by John Updike
Analysis: Plot Analysis
Most good stories start with a fundamental list of ingredients: the initial situation, conflict, complication, climax, suspense, denouement, and conclusion. Great writers sometimes shake up the recipe and add some spice.
Three girls in bathing suits walk into a grocery store.
The place: an A&P grocery store in a small Massachusetts town. The time: a Thursday afternoon in the early 1960s. Sammy, the 19-year-old narrator of "A&P," notices three bathing-suit-clad girls enter his store, which is otherwise mostly populated with middle-aged housewives.
The three girls in bathing suits walk around the grocery store.
Yes, the conflict is just an extension of the initial situation. People just didn't wear bathing suits in indoor public places. Sammy observes regular A&P customers shocked by the girls' choice of dress.
The manager arrives and tells the girls they are dressed inappropriately.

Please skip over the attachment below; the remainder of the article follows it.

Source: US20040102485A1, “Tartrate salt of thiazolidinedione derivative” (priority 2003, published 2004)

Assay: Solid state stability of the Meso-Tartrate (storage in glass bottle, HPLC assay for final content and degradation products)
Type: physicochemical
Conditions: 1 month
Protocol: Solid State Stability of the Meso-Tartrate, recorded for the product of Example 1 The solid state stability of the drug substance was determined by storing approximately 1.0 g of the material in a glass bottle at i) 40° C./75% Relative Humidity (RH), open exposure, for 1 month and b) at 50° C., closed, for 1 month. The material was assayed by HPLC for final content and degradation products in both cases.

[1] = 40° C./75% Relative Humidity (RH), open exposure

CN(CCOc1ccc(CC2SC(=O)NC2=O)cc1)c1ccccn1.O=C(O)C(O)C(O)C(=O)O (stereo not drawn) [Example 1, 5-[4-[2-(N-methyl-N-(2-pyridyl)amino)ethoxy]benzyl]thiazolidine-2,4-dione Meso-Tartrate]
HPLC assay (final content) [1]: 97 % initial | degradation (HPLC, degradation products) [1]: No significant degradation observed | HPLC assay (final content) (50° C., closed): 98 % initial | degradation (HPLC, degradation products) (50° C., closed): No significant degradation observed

Things were going OK until Lengel the manager showed up. The girls are in Sammy's checkout lane preparing to pay and be on their way. But Lengel feels the need to tell them they aren't dressed right for the A&P
Sammy doesn't like the way Lengel treats the girls, so, after ringing them up, he quits his job. This is certainly a climactic moment in Sammy's life – the first time he's ever quit a job, and the story's big emotional moment.
Is Sammy serious, or will Lengel's threats make him change his mind?
"A&P" isn't really long enough to build much suspense, but there is a moment when we wonder whether Lengel will call Sammy's bluff and Sammy will stay at the A&P.
Sammy takes off his A&P apron and bow tie.
Sammy quits, leaving his A&P gear on the counter.
Sammy watches Lengel from outside the A&P.
The story ends with Sammy alone outside in the parking lot. As he watches his ex boss through the windows doing his old job, Sammy feels a sense of dread, a feeling that quitting his job really will make things harder for him in the future.